After we have an itinerary we’re happy with, we do a scouting trip to vet everything. This is such a key part because it’s when we find out about the really amazing details that are almost impossible to find through internet research – like the sommelier training bar in Bordeaux with $6 glasses of Grand Cru or the floating sauna in Oslo’s fjord or the back alley salsa club in Colombia.
This can even prompt us to change the locations on the trip. For example, we started running trips to Paros, Greece before most Americans had heard of it because when I did the scouting trip, my taxi driver described it as Mykonos 10 years ago. Once the scouting is done and we begin running trips, we continue to refine the itinerary based on alumni feedback.
EY: Tell us about your mission to promote “sustainable, slow travel.” What are the impacts of fast vs. slow tourism on local communities, and why is this important to you?
Because I grew up in a mountain town largely dependent on tourism, I’ve been passively observing the economic impact it has on a community for most of my life. Beyond the personal connection, there are many reasons I think “slow,” sustainable travel is an important focus.
Independently-owned businesses are born from the DNA of a region. They reflect the culture, provide variety, and, at the end of the day, make a place worth traveling to. It’s important to preserve that by making sure that visitors’ dollars stay in the community and help support the people who make it so special in the first place. People who sprint along the tourist track, stay in chain hotels, snap some photos, and leave are depriving themselves of a richer experience and denying the locals of income needed to maintain their livelihoods and the magic of those places.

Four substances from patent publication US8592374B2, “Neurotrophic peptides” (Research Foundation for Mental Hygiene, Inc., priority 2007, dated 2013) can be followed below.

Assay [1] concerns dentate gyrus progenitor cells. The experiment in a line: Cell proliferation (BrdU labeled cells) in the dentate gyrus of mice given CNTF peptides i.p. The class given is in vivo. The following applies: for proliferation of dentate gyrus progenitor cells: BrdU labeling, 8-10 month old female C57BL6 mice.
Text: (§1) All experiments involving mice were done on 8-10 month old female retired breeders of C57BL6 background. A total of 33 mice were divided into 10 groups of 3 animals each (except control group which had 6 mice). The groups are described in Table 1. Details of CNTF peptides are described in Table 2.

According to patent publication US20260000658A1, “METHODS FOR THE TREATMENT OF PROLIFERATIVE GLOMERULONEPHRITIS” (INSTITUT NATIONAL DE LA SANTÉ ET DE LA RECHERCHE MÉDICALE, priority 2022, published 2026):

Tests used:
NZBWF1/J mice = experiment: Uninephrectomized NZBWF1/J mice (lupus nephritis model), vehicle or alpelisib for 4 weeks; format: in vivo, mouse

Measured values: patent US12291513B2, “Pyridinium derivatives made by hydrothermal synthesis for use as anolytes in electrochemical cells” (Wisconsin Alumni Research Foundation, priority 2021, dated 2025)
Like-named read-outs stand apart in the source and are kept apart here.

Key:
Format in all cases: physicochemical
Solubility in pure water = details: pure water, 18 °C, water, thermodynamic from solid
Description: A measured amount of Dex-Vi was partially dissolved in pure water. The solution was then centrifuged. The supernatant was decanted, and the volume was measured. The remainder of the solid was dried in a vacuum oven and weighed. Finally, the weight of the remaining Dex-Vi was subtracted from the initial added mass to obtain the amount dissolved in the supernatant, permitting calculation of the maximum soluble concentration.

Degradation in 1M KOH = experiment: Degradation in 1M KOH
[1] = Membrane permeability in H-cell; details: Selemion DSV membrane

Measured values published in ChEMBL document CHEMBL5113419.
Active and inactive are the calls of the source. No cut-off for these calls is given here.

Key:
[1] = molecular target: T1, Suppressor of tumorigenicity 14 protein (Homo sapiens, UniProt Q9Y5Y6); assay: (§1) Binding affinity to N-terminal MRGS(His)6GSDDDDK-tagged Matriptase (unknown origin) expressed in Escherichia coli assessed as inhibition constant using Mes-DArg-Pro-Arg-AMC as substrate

EY: What strategies were most effective in helping your company scale to multi-millions? What is a mistake you’ve made that you can help other entrepreneurs learn from?
I tried so many different things, each time thinking it would be the key to unlocking an avalanche of consumer demand. Eventually, I realized that building a successful company is more like chess than bowling – it is the sum of thousands of strategic moves and countermoves and the appropriate strategy is dictated by the nuances of your market, customer, etc. That said, some overarching advice I have based on mistakes I’ve made, is this:
- Do small tests before making large commitments. Early on, we spent a lot of time and money on a brand partnership we thought was going to be a silver bullet. It turned out to be a huge flop and it would have hurt a lot less if we’d tested the waters first.
- Start early. Get a pre-launch landing page up and begin collecting emails the minute you buy a domain.
- A sale is not a sale until you have been paid.
- When it comes to hiring, attitude trumps experience.
- The business should be a mutually beneficial relationship. Don’t be afraid to cut ties with clients who are more trouble than they’re worth.
- People tend to forget things – get everything in writing and get it signed.
EY: How has being female in the travel industry impacted your business success? Did you feel you had to prove yourself or overcome?
The travel industry is still an old-school entity that is heavily male-dominated. That said, if being female has held me back, I haven’t noticed. When I started FTLO, I was 26 and had almost no formal work experience in travel. I felt I had more to prove on those two levels than on a gender level. In terms of building a travel company, I actually think leading with traditionally “female” character traits like empathy and humility is an advantage. Most cultures are not as matter-of-fact in business as the United States and the beating heart of the tourism industry is mom-and-pop-shops who care more about character than contracts.
EY: What’s your vision for FTLO? Do you hope to expand your offerings to serve a different subset of the same age group (for example, romantic getaways that are more focused on private escapes for couples rather than group experiences with new friends?) Where do you see FTLO Travel in five years? Ten years?
I see travelers really looking for a trusted brand that understands their needs and cuts through the noise for them. FTLO is that brand for the 25-39-year-old looking to meet new people and expand their world through amazing experiences. In five or ten years, whatever opportunity there is to be that trusted partner for our community, you can expect we’ll be there.
EY: What does being a CEO mean to you?
I believe that business exists to serve people, not the other way around. To me, being the CEO means making sure that we’re doing our best to benefit all of the stakeholders impacted by the decisions we make as a company – including our travelers, team members, local suppliers, the communities we enter.